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Violence and the Christian Heart

Violence is an issue that has created quite a lot of heat, but very little light amongst Christians. There is uncertainty and uneasiness when the question is brought up, and nearly always ends in a great display of patriotic fervor, excessive loyalty to one’s own point of view, or a prideful display of arrogance on the one side, and a sense of aloneness and isolation or defeated cowering and intimidation, on the other. Without question there is a contrast in what is read from the Old Testament and New Testament on the subject, and due to the nature of man in his present state, i.e. a state of separation from God and a propensity toward sin and confusion, the majority willingly gravitate toward the violence of the Old Testament (That argument is taken up in some of my other articles). Even those who claim the characteristics of Christ: humility, peace, forgiveness, and beauty of spirit, will readily condemn and judge their enemies when their own flesh is touched, nation insulted, or conscience offended. As touching the issue of violence in the church, and in society, this study will bring no comfort to either Right or Left, but will focus on being true to the Gospel.

What bothers me most is that Christians are such conformist, and follow the herd in adopting the latest trend, and fail to introduce anything specifically Christian into the conversation. Their convictions and worldview are determined by the status-quo or their social position, and not by faith in the revelation of Christ. That faith is what forms the uniqueness of the Christian and should be his demonstration to an on-looking world. Today’s theologies are the engineered contrivances of men to justify their private or corporate positions in society, and on grounds that are assuredly unstable, and not Christian; and this is what the herd follows.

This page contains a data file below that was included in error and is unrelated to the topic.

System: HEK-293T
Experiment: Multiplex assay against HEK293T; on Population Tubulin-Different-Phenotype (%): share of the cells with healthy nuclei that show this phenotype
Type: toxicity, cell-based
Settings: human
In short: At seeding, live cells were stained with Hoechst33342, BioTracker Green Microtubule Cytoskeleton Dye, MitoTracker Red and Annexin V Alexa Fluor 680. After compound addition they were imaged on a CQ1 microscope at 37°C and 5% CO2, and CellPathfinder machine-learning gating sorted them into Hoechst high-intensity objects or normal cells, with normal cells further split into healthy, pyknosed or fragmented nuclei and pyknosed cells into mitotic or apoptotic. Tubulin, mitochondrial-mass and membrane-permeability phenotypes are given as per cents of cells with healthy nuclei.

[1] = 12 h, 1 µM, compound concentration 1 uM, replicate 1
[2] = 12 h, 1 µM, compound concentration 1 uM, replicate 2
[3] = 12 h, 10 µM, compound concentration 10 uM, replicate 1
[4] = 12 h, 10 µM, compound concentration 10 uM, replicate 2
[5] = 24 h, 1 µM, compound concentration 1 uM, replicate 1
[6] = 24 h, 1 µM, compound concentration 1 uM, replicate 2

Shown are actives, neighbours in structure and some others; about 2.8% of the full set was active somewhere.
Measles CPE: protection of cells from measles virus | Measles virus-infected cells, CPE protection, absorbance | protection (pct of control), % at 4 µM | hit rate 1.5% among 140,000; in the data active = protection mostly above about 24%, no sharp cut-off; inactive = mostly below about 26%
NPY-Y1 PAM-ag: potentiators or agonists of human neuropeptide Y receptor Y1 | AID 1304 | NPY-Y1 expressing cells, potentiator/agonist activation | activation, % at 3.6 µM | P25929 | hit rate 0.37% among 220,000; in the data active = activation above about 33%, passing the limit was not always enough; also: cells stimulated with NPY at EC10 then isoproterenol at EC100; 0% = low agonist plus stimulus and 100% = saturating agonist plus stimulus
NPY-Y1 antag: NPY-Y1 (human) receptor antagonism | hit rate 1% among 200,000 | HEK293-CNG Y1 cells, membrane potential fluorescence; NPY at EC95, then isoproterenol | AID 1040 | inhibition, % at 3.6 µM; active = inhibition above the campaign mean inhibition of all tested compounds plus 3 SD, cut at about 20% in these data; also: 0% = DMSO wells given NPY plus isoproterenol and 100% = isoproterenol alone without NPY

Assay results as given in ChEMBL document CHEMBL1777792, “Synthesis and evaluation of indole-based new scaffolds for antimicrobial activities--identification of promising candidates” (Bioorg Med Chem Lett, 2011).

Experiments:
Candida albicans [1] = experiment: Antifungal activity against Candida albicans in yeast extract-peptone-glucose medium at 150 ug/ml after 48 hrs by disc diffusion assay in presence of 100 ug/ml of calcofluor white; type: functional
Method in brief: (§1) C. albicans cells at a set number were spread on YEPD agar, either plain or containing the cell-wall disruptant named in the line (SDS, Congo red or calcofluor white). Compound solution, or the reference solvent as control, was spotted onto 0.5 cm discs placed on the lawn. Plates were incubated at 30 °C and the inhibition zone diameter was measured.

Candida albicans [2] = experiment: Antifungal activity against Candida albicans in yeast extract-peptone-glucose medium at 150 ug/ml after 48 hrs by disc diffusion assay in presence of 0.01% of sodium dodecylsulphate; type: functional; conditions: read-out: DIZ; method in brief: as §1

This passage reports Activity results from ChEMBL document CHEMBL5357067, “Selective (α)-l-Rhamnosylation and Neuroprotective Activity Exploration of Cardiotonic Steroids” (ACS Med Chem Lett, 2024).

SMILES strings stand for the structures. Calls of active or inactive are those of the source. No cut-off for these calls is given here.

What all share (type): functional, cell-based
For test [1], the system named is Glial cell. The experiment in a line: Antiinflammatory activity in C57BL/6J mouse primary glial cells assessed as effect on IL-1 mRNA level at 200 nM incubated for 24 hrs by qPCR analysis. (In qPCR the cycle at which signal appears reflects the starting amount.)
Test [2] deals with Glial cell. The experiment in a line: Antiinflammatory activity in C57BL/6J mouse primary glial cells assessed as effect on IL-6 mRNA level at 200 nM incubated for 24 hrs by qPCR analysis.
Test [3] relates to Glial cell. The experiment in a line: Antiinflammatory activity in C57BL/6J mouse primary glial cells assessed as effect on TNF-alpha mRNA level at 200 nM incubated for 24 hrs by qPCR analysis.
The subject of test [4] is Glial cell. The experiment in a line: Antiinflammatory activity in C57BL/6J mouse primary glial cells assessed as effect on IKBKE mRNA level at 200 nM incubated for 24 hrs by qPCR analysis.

Up till now my articles have defined violence as it relates to war, active physical resistance, or the force intended to do bodily harm, damage, or loss of life. There is also the violence displayed by the force of will against a text or a meaning, so as to destroy the intended meaning of the content. This is what is meant when a person says, “They have done violence to the words of Scripture.” To twist the sense or intention of someone’s words or the words of the Bible is to commit an act of violence. The act is done with the same motive as any act of violence, and that is to do harm, of one form or another.

Violence is violence, and finds its roots in the same convulsive emotions that can lay dormant in the heart of a non-combatant or humble servant. At the heart of violence is the desire to dominate, or to force one’s way upon another person or group. In my estimation violence is one of the most obscene emotions displayed by the human animal. Violence is a universal and destructive defect of our nature.

Mahatma Gandhi once said:

“The Roots of Violence: Wealth without work, Pleasure without conscience, Knowledge without character, Commerce without morality, Science without humanity, Worship without sacrifice, Politics without principles.”

All of these arguments sound honorable of course, but really all that his words show are the products of violence and not the cause; these sayings only point out Gandhi’s personal worldview. What he really shows is that the defect of violence lays back even further than its existential effect.

Another study prepared by a school representative of 900 highschools narrowed down the supposed cause of violence to the mascots, theme songs, and the landscaping; the more violent the mascot, song, or the lack of landscaping, the more violent the school. Another institute made the astounding discovery that, “Violence comes from violence.” After this man’s daughter was raped he too discovered that he could be violent, even to murder, which indicates the seeds of violence existed even in him, whose flesh had been touched. And, again, Alice Miller states that the traumatization of children is the root of violence.